“I made it so it was like prison where I couldn’t turn around,” he said. “I know it’s hard for people to imagine that I don’t enjoy more space. But that is my reality.”

Image: Diplomas and photos of family members visiting Thomas Raynard James in prison.
Diplomas and photos of family members who visited Thomas Raynard James in prison.Saul Martinez for NBC News

S. Kent Butler, the former president of the American Counseling Association, who has treated exonerated men during his career as a psychologist, said the lack of care for those wrongly convicted has contributed to and contributes to them being “retraumatized” as free people many of their mistakes in expanding as humans.

“I call it CTSD – prolonged traumatic stress disorder,” Butler said. “What usually happens is that they are left alone with re-entering society and dealing with the stigma that comes with it. And part of that stigma is people who believe they are not innocent of the crime, despite proven innocence. That’s hard to deal with, especially to the other elements that come with not having support.”

In 2002, Brian Banks, a star football player in California high school, was convicted of raping a classmate. She later admitted she made up her accusation – after Banks served five years and two months in prison and wore an ankle monitor for another five years. The charges and his status as a registered sex offender were dropped in 2012 after the accuser admitted she lied about him sexually assaulting her.

Brian Banks, Leomia Myers, Jonathan Banks
Brian Banks with his parents Leomia Myers and Jonathan Banks in court after his rape conviction was dismissed May 24, 2012 in Long Beach, California.Nick Ut / AP file

“Even after 10 years at liberty, I’m still working on it every day,” said Banks, who serves on the Advisory Board of the National Registry of Exonerations. “Readjustment to society is an everyday process. We’re talking about someone who repeatedly experienced the worst day of their life while in prison for something they didn’t do. It does something with the psyche, with your spirituality. It has to do with how you see the world, how you trust people, or how you see people’s motives.”

James said his relief at being exonerated was eroded every time someone told him, “I don’t care what the court says or the evidence says, you’re still guilty.”

He earned multiple certifications while in prison to focus on the unlikely chance of release. He read magazines about technology. But when he tried to buy a bottle of water at a Miami Heat NBA game, he was told the arena was cash-free. “I had never heard of that,” he said. “So, money isn’t good? It shocked me.”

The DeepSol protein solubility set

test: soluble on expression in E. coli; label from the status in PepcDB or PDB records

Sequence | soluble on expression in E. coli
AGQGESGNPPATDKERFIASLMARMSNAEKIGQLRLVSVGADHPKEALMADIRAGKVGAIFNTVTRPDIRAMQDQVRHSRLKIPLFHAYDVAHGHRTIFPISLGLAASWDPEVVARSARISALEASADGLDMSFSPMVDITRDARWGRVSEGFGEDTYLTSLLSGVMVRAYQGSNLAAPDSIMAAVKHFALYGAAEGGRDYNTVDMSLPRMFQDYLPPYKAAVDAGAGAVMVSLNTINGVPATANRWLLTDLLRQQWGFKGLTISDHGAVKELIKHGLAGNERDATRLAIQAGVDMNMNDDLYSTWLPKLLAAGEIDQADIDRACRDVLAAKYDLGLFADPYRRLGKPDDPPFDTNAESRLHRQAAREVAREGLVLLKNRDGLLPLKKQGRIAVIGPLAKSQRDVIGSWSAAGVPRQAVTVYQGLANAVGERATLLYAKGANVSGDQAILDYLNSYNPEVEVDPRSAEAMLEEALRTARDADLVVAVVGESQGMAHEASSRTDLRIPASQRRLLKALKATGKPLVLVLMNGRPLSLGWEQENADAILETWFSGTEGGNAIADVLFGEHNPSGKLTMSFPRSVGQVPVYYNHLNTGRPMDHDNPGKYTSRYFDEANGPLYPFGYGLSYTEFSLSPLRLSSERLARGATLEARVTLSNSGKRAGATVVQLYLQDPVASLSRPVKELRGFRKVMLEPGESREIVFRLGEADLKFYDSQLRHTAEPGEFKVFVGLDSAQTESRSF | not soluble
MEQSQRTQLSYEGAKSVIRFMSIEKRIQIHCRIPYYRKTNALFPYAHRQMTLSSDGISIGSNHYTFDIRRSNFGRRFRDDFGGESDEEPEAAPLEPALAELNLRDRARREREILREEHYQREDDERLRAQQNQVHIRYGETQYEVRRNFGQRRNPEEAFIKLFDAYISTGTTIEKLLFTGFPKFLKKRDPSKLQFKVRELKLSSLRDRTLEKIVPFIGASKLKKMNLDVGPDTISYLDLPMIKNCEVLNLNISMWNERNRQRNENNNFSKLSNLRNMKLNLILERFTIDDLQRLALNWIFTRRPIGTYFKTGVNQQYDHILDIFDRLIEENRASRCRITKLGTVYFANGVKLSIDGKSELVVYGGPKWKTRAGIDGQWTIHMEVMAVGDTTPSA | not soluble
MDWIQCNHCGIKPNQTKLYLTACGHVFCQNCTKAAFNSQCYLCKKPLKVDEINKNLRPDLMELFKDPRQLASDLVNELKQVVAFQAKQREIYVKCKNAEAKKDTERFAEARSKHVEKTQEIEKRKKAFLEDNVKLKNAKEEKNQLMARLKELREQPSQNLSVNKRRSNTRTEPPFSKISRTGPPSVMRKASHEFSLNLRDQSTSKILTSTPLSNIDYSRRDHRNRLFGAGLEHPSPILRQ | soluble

While Atkins never sought therapy, he went to college and earned a degree in psychology. “I thought I was doing it to help others, but I was the one who needed the help,” he said.

James, who said he lives off the earnings from his Book and a GoFundMe campaign said he saw two therapists weekly, one from the Miami organization Circle of Brotherhood, a collection of black men working to support their communities.

“I seem like a functioning person and everything seems fine,” James said. “But I haven’t gotten comfortable enough yet to really open up so they can get inside my head and really see what’s going on so I can deal with it.”

This feeling of trauma and disruption is also transferred to the relieved families.

“Going to jail for something you haven’t done in a long time is like dying and going to the grave,” Banks said. “Your family is mourning and they are crying for you and they are praying for you and they miss you and they love you.”

But eventually even family members can come out of the grief.

“So when you come home, everyone’s happy to see you, but they’ve already developed this new life that doesn’t include you,” Banks added.

James felt it too. He lives with his 81-year-old mother and is desperate for financial stability. Having already been charged with gun possession, he is not eligible to seek a refund in Florida, which has a “clean hands rule” that prohibits a criminal from suing.

Natlie Figgers, the Coral Springs, Fla., attorney who led the prosecution for James’ release, said it was agonizing to see her client struggle with social rehabilitation and financial struggles. “It’s hard to see his disappointment with that,” she said.

“You can take my life, send me to those horrible prisons for 32 years, admit you made a mistake and set me free – but I can’t be compensated for everything I’ve lost?” Thomas said. “No amount of money will be equal to what they took from me. But I should be able to get something; someone should have to pay for what they did to me. When you speak of relieved people, we are dealing with a society with closed hearts. This is wrong and only makes it harder for us.”

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Fry Electronics Team